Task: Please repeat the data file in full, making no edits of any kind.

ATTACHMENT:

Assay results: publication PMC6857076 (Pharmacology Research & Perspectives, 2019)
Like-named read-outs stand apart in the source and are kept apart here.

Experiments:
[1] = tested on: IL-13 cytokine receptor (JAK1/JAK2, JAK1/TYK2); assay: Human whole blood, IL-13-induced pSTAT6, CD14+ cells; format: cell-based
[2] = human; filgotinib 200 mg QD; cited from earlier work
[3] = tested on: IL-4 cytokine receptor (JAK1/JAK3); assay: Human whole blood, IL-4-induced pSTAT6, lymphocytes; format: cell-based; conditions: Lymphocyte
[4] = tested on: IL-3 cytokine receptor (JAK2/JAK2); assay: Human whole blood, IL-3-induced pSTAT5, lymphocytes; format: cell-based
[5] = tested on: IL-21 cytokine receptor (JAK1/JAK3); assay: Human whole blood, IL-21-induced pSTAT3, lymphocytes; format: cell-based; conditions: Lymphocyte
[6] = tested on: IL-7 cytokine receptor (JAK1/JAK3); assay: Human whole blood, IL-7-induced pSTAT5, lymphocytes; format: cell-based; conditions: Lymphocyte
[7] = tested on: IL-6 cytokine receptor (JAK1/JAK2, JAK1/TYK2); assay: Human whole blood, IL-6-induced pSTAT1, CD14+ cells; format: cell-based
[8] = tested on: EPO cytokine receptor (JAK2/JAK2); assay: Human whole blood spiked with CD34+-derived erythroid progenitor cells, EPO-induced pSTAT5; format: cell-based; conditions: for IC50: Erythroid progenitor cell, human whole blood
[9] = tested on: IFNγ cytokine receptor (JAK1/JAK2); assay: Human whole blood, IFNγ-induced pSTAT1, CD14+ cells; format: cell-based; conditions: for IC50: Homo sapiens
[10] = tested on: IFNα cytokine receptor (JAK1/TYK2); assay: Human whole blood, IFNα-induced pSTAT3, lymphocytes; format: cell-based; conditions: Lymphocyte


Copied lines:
Assay results: publication PMC6857076 (Pharmacology Research & Perspectives, 2019)
Like-named read-outs stand apart in the source and are kept apart here.

Experiments:
[1] = tested on: IL-13 cytokine receptor (JAK1/JAK2, JAK1/TYK2); assay: Human whole blood, IL-13-induced pSTAT6, CD14+ cells; format: cell-based
[2] = human; filgotinib 200 mg QD; cited from earlier work
[3] = tested on: IL-4 cytokine receptor (JAK1/JAK3); assay: Human whole blood, IL-4-induced pSTAT6, lymphocytes; format: cell-based; conditions: Lymphocyte
[4] = tested on: IL-3 cytokine receptor (JAK2/JAK2); assay: Human whole blood, IL-3-induced pSTAT5, lymphocytes; format: cell-based
[5] = tested on: IL-21 cytokine receptor (JAK1/JAK3); assay: Human whole blood, IL-21-induced pSTAT3, lymphocytes; format: cell-based; conditions: Lymphocyte
[6] = tested on: IL-7 cytokine receptor (JAK1/JAK3); assay: Human whole blood, IL-7-induced pSTAT5, lymphocytes; format: cell-based; conditions: Lymphocyte
[7] = tested on: IL-6 cytokine receptor (JAK1/JAK2, JAK1/TYK2); assay: Human whole blood, IL-6-induced pSTAT1, CD14+ cells; format: cell-based
[8] = tested on: EPO cytokine receptor (JAK2/JAK2); assay: Human whole blood spiked with CD34+-derived erythroid progenitor cells, EPO-induced pSTAT5; format: cell-based; conditions: for IC50: Erythroid progenitor cell, human whole blood
[9] = tested on: IFNγ cytokine receptor (JAK1/JAK2); assay: Human whole blood, IFNγ-induced pSTAT1, CD14+ cells; format: cell-based; conditions: for IC50: Homo sapiens
[10] = tested on: IFNα cytokine receptor (JAK1/TYK2); assay: Human whole blood, IFNα-induced pSTAT3, lymphocytes; format: cell-based; conditions: Lymphocyte